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Study Finds That Many Asian-American Baby Boomers in NYC Have No Retirement Savings

Retirement PlanningA recent study paints a bleak picture for some local Asian-Americans.

According to Inquirer.net, a new study funded by the American Association of Retired Persons (AARP) found that about two-thirds of all Asian-Americans ages 35-69 in New York City do not currently have enough savings for their retirement.

The findings are surprising, considering that Asian-Americans have the highest median household income among all ethnic groups in the United States.

In addition to the two-thirds who don’t have enough to retire in the Big Apple, the study also found that 36% of Asian-American Generation X-ers and Baby Boomers in NYC don’t have any work-sponsored or personal savings whatsoever.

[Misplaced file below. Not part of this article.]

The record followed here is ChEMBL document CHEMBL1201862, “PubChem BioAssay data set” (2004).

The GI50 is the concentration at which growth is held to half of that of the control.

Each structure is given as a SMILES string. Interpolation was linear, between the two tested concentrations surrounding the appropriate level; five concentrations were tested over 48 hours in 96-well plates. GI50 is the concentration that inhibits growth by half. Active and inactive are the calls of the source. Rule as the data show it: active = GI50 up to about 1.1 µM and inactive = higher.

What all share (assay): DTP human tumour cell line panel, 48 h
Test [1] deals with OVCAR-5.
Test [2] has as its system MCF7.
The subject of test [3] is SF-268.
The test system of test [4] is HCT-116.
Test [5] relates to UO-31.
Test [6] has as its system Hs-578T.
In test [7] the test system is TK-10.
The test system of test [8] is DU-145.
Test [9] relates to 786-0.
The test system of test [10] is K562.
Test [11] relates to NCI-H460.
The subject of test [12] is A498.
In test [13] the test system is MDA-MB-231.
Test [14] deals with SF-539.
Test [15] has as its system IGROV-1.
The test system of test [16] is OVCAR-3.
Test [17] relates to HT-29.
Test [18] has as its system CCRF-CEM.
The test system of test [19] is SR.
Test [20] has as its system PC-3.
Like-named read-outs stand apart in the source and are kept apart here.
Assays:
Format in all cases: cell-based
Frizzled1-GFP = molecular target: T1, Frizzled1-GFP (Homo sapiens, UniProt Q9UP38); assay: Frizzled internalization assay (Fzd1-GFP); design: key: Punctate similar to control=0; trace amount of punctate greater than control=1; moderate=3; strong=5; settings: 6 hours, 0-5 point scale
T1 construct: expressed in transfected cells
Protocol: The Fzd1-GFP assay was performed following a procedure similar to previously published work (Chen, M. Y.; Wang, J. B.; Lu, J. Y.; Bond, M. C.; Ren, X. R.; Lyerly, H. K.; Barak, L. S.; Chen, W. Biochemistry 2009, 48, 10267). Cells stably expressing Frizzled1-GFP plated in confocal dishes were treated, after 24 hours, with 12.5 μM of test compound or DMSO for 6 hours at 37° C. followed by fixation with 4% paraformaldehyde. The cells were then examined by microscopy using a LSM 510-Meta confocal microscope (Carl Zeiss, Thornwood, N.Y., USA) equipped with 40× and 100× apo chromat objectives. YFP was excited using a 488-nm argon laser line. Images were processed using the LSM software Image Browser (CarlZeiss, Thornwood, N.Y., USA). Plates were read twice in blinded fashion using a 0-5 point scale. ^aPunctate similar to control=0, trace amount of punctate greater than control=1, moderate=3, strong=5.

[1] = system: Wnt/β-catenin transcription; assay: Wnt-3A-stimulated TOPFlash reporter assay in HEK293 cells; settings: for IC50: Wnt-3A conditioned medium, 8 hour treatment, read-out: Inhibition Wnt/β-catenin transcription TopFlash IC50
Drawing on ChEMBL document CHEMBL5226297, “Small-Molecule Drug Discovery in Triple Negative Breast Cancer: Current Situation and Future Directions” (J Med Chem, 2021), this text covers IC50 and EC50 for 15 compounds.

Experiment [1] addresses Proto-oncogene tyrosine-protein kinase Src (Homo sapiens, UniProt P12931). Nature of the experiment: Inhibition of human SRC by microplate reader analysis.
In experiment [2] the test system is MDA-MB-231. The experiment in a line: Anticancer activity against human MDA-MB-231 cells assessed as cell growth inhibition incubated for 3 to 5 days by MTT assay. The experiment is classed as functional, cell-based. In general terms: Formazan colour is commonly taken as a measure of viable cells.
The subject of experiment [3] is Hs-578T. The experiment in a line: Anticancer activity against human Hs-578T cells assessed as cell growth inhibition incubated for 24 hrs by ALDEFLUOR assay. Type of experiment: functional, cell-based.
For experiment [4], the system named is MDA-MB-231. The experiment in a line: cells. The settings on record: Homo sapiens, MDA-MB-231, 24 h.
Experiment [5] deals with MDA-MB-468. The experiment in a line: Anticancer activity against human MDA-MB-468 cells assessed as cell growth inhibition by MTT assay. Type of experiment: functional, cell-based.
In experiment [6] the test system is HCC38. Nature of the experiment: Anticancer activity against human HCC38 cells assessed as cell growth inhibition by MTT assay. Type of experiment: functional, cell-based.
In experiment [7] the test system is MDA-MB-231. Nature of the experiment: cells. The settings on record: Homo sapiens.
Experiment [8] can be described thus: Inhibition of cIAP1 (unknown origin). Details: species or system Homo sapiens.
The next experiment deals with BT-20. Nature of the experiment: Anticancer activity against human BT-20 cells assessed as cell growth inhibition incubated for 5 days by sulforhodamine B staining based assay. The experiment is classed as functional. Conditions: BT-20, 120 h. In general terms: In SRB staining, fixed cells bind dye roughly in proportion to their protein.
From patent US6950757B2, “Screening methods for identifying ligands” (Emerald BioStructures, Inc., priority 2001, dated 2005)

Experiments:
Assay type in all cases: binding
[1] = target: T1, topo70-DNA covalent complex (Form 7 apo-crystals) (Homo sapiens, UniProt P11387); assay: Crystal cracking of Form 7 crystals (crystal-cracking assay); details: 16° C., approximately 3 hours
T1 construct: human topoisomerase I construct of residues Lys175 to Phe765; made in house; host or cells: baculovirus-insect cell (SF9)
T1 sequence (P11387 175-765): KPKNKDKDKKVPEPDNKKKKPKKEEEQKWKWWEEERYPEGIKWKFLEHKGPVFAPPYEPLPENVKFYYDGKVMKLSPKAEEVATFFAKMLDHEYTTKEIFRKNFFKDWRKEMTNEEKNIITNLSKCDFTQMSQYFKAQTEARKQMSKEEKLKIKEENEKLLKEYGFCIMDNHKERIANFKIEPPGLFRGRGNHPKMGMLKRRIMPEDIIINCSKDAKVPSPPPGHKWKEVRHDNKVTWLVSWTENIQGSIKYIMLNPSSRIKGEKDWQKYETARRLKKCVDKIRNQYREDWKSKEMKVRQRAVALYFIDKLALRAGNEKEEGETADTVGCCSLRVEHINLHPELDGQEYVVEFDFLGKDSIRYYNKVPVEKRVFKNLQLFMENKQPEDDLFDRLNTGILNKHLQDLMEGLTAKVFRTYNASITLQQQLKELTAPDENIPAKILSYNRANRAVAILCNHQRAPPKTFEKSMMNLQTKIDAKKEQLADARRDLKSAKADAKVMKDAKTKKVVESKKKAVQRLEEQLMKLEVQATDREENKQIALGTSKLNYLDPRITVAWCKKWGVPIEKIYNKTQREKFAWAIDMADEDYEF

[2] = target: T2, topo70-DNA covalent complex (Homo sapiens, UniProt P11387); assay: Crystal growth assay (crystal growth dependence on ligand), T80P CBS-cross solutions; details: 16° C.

Even more troubling, about 28% of those surveyed say they don’t expect to ever be able to retire. Another AARP survey found that nearly 90% of people age 50 and over want to stay in their homes as long as possible, but this is difficult to do in an expensive city like New York without any savings.

“They have to work harder and long, and still not being able to put something for their retirement,” said Beth Finkel, NYS Director of the AARP. “It definitely shows an uncertain future for New York City and the Asian-Americans at large.”

According to CBS News, more than one-third of working age adults among all ethnic groups do not have any money saved towards retirement, including a shocking 14% of those age 65 and older.

The AARP study goes on to note that those surveyed said that NYC’s high cost of living, education costs, and health care expenses are some of the biggest challenges that impede them from saving.

The retirement group says that the study is reflective of the state’s unwillingness to enforce a retirement saving’s plan for those without a pension or a 401k.

While they don’t expect any changes to be made in the near future, they offered some advice for those struggling to save for retirement from all ethnic backgrounds.

“Bottom line is, anything that you save now has a power of compounding,” Finkel said. “It could build up to something meaningful.”